“Maybe the words I say is just another way to pray”

           - Curtis Mayfield
Week 3

Week 3

Thumbnail photo by Ryan Jay.

Seven Decades. Seven Songs.

You knew Stevie Wonder was coming.

1920-50's: "Me and the Devil Blues" by Robert Johnson (1937)

Released in 1961, this song was originally recorded in 1937 by one of the most influential bluesmen to ever pick up a guitar. Robert Johnson was among the first musicians to be accused of selling his soul to the devil, and this record definitely didn't help in the slightest.The lyrics are darker than dark, with Johnson starting off his day with Satan at his door.   

Having lost his wife to childbirth, Johnson became a nomadic musician roaming from street corner to juke joint in the south. He never gained much fame in his life, and the hardships he faced were reflected in his lyrics. What strikes me most about this song is how casual he sounds, this obviously wasn't his first walk with the devil.

1960's: "Sinnerman" by Nina Simone (1965)

The High Priestess of Soul sings of Armageddon on this 10-minute epic, recorded live in 1965. Nina's driving voice tells a tale akin to the book of Revelation and the churning bass and drums help convey the urgency of her words. When the track breaks down into a chorus of handclaps Simone plays a solo that's ragged and imperfect, fitting the pleading verses.

Near the end of the track, as done in so many Simone performances, the band drops out and let her do her thing. You can hear the years in church pews and the time spent at Julliard in equal measure as she shows off her impeccable technique, both learned and innate. Quite honestly the end times probably won't sound this good, but who can fault Simone for making beauty out of it? 

1970's: "Slippin' Into Darkness" by War (1971)

The diverse, flexible funk band from California were looking at a world that seemed increasingly dark. The early 70's were a time where the illusion of American exceptionalism and honesty seemed to dissipate faster than you could say "Pentagon Papers". The slow-burning start to the track sounds like a Wednesday night prayer meeting, with voices rising and falling, begging for better days to come.

War sing about "darkness" on the track without ever specifying what that "darkness" is. It could be anything from depression to poverty, but the ambiguity allows the listener to fill in the blanks for themselves. That might be the darkest part.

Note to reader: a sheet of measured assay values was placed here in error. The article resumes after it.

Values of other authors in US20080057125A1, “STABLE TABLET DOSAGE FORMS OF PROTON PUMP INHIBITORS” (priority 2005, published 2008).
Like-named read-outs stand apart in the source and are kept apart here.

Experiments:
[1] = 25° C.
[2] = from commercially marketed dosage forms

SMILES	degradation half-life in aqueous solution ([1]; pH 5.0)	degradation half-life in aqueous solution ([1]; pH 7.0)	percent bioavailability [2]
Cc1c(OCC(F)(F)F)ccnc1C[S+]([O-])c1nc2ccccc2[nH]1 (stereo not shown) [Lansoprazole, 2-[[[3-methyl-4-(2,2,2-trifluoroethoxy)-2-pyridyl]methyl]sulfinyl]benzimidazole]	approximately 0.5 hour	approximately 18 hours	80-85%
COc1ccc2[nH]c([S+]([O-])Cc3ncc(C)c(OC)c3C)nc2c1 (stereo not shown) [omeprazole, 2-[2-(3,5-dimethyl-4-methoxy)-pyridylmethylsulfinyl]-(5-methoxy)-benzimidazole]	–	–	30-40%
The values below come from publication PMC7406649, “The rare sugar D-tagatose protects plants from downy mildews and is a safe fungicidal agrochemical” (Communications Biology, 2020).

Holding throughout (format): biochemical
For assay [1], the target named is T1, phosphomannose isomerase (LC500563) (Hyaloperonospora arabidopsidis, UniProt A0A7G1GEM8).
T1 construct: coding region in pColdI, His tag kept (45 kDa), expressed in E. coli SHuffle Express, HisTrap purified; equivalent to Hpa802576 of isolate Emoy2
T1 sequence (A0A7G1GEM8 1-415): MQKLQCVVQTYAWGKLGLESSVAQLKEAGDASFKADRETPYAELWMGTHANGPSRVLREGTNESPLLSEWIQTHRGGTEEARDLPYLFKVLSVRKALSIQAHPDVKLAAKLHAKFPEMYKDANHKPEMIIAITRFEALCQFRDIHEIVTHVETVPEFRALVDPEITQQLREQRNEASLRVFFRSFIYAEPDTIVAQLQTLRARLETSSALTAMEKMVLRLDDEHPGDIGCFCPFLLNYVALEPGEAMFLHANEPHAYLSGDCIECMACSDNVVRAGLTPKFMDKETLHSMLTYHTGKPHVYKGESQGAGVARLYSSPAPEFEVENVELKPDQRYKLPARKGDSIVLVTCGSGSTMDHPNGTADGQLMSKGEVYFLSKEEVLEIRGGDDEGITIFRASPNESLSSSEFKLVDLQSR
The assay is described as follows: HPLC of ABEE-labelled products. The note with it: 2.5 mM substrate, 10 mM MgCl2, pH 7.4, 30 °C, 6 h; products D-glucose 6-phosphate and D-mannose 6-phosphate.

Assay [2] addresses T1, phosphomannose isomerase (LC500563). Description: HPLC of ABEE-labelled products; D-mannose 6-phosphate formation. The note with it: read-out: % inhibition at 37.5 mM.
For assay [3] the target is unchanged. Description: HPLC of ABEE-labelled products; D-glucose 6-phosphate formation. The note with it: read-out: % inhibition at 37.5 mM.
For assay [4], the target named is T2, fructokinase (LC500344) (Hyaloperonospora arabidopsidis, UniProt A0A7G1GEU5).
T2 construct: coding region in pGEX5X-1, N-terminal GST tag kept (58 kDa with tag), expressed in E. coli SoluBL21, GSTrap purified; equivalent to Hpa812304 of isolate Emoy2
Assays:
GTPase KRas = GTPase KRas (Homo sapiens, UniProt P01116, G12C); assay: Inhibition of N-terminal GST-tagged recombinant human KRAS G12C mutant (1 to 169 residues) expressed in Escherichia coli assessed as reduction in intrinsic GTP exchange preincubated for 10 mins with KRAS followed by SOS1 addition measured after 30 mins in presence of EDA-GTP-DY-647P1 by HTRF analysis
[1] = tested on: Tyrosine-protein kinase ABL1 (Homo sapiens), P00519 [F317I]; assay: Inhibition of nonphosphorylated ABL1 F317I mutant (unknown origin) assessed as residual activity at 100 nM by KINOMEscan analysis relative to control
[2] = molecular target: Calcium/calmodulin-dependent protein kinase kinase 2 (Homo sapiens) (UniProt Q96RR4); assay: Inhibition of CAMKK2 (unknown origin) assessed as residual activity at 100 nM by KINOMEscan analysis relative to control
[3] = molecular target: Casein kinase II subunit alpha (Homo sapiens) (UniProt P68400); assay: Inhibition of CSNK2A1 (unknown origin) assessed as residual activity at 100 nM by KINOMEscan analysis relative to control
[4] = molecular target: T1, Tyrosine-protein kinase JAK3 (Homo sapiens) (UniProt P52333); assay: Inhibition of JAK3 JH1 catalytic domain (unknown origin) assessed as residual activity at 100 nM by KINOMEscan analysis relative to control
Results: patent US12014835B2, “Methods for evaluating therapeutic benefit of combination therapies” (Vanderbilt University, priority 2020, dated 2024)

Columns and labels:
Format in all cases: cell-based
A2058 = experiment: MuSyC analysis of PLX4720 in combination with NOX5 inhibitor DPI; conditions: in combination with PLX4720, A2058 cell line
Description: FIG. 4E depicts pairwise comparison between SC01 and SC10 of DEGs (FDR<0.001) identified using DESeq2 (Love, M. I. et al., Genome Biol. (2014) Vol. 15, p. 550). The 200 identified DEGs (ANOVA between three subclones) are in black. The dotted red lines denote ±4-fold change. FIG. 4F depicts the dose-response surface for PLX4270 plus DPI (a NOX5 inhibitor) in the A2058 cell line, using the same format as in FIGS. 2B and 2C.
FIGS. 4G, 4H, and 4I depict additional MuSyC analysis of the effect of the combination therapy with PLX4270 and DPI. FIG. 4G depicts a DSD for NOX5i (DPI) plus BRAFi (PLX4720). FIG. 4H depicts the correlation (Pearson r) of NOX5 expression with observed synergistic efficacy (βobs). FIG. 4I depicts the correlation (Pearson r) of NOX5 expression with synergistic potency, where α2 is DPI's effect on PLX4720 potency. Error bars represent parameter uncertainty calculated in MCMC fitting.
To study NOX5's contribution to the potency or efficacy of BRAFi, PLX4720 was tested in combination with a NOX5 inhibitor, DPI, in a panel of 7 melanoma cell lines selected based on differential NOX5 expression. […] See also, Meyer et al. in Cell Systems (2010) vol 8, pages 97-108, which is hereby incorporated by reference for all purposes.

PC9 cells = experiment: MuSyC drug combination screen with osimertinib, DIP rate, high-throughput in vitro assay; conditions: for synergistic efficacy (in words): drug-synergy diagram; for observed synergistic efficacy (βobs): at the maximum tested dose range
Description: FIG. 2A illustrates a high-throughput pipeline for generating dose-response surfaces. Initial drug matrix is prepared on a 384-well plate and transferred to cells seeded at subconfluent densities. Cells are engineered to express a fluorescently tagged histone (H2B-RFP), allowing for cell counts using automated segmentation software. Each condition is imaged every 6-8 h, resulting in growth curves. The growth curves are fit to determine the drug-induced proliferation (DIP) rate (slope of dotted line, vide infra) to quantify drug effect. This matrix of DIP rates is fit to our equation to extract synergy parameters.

1980's: "Overjoyed" by Stevie Wonder

My introduction to Stevie Wonder was in middle school through The Definitive Collection, so I wasn't well educated on the different eras of his career. While In Square Circle is one of the best albums outside of his classic period, to me "Overjoyed" was just another song on a compilation album. I remember being in awe of the strings on the track, to me they sounded like they belonged on a movie soundtrack.

Once I got a little older and started (really) listening to the lyrics, it dawned on me that this was one of the most romantic songs I had ever heard. It sounds like everything the movies tell you that love should be, so I had no business putting it on replay in 7th grade. However, I can't say I regret it. 

1990's: "The Rain (Supa Dupa Fly)" by Missy Elliot (1997)

An iconic music video aside, have you really listened to this song? Like, sat down and closed your eyes and just listened to it? For as great as the video is, I feel like it distracted from the absolutely insane beat that only Timbaland could think of.

The pizzicato string plucks (from a great sample) don't sound like they should fit at all, there's various filter sweeps through the song, thunder, and crickets chirping through the WHOLE song. I wish I was a fly on the wall when Missy first heard this beat. Honestly, who knows how she turned this into a classic? I'm just glad she did.

2000's: "This Just In" by Peven Everett (2006)

Peven Everett is a truly special talent, who's an expert on trumpet and piano as well as a superb vocalist. Educated at Berklee College of Music, Everett's played with jazz legends like Betty Carter and the Marsalis brothers. In an uncommon switch, he became known for his vocals on house tracks, like the timeless "Gabrielle" by Roy Davis Jr. More recently he was featured on the last Gorillaz album, performing with the group as well.

On this solo cut, Everett opens up a world completely of his own, bathing the listener in undiluted soul. While the background vocals are amazing through the whole track, around 3:25 Everett hits some short sweet notes that made my soul leave my body. The vocal control needed to make such brief notes so distinct and crisp is immense. Plain and simple, Everett is a master at work.

2010's: "Look Mama I Made It" by Injury Reserve (2016)

Arizona rap trio Injury Reserve are killing the underground right now, and they might not be underground for much longer. Their full-length debut Floss was well reviewed and catapulted them to a new prominence. But honestly, I don't care about all that...do you hear that sample?

That's a John P. Kee song, and a classic at that. This song was an integral part of my childhood, it's prime church cookout music. Imagine my surprise when I first heard it flipped like this. While the beat is hard, the bars are even harder. It's peak motivation music, hype but personal enough to relate to. You're doing yourself a disservice if you skip over this song.

Intangible Radio: Episode 2

Intangible Radio: Episode 2

Intangible Radio: Episode 1

Intangible Radio: Episode 1